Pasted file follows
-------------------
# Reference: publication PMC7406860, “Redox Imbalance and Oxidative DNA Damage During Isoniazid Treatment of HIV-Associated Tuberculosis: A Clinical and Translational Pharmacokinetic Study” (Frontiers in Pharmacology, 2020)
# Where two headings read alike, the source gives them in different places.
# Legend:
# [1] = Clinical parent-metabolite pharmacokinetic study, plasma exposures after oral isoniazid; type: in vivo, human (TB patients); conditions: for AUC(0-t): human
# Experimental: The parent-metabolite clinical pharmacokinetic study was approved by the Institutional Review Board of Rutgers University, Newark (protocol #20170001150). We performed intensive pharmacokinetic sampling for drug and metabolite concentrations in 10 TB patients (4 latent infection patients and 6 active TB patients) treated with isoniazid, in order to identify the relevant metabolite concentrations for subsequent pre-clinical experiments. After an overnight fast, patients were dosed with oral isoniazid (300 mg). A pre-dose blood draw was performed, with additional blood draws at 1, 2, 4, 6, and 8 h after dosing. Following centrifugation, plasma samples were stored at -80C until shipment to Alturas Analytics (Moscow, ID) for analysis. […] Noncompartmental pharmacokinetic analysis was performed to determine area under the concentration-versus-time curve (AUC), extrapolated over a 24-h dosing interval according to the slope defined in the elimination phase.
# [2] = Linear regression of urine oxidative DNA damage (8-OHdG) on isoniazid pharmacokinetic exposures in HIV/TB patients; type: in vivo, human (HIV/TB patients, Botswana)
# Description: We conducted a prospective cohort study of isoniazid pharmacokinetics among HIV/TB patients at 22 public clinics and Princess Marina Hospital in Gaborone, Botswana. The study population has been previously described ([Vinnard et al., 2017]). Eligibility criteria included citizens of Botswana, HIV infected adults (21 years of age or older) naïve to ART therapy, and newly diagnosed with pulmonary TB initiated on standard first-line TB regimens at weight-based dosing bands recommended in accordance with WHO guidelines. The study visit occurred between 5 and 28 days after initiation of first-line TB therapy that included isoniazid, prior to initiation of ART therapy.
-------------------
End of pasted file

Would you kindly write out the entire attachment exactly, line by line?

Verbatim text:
# Reference: publication PMC7406860, “Redox Imbalance and Oxidative DNA Damage During Isoniazid Treatment of HIV-Associated Tuberculosis: A Clinical and Translational Pharmacokinetic Study” (Frontiers in Pharmacology, 2020)
# Where two headings read alike, the source gives them in different places.
# Legend:
# [1] = Clinical parent-metabolite pharmacokinetic study, plasma exposures after oral isoniazid; type: in vivo, human (TB patients); conditions: for AUC(0-t): human
# Experimental: The parent-metabolite clinical pharmacokinetic study was approved by the Institutional Review Board of Rutgers University, Newark (protocol #20170001150). We performed intensive pharmacokinetic sampling for drug and metabolite concentrations in 10 TB patients (4 latent infection patients and 6 active TB patients) treated with isoniazid, in order to identify the relevant metabolite concentrations for subsequent pre-clinical experiments. After an overnight fast, patients were dosed with oral isoniazid (300 mg). A pre-dose blood draw was performed, with additional blood draws at 1, 2, 4, 6, and 8 h after dosing. Following centrifugation, plasma samples were stored at -80C until shipment to Alturas Analytics (Moscow, ID) for analysis. […] Noncompartmental pharmacokinetic analysis was performed to determine area under the concentration-versus-time curve (AUC), extrapolated over a 24-h dosing interval according to the slope defined in the elimination phase.
# [2] = Linear regression of urine oxidative DNA damage (8-OHdG) on isoniazid pharmacokinetic exposures in HIV/TB patients; type: in vivo, human (HIV/TB patients, Botswana)
# Description: We conducted a prospective cohort study of isoniazid pharmacokinetics among HIV/TB patients at 22 public clinics and Princess Marina Hospital in Gaborone, Botswana. The study population has been previously described ([Vinnard et al., 2017]). Eligibility criteria included citizens of Botswana, HIV infected adults (21 years of age or older) naïve to ART therapy, and newly diagnosed with pulmonary TB initiated on standard first-line TB regimens at weight-based dosing bands recommended in accordance with WHO guidelines. The study visit occurred between 5 and 28 days after initiation of first-line TB therapy that included isoniazid, prior to initiation of ART therapy.